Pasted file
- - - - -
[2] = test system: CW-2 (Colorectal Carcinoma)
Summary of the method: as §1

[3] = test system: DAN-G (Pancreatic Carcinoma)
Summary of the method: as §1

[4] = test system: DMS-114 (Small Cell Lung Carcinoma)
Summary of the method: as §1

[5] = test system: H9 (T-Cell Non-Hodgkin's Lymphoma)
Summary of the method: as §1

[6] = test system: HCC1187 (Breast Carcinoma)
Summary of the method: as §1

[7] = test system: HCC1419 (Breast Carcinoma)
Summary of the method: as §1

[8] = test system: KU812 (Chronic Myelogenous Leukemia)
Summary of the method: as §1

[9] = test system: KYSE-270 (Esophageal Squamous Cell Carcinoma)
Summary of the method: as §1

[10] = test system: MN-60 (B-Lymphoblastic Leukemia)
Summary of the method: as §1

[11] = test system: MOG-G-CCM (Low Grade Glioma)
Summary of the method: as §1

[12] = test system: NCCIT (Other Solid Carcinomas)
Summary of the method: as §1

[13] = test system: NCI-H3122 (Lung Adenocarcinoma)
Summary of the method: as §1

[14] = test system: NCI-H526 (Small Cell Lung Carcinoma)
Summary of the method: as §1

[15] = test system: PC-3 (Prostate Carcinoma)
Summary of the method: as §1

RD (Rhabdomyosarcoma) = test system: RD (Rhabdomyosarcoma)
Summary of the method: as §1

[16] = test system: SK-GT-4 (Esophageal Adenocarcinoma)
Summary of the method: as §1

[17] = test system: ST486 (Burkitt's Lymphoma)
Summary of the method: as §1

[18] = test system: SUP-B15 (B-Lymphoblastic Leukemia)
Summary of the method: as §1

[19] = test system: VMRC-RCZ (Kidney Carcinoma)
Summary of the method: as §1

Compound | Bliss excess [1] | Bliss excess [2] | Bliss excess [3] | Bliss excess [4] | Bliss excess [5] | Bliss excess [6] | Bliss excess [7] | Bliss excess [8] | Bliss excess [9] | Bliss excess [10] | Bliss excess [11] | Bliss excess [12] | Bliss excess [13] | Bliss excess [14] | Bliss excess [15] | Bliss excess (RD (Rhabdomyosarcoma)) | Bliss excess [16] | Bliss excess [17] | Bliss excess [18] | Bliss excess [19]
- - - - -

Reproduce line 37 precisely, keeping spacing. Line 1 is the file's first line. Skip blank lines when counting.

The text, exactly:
[19] = test system: VMRC-RCZ (Kidney Carcinoma)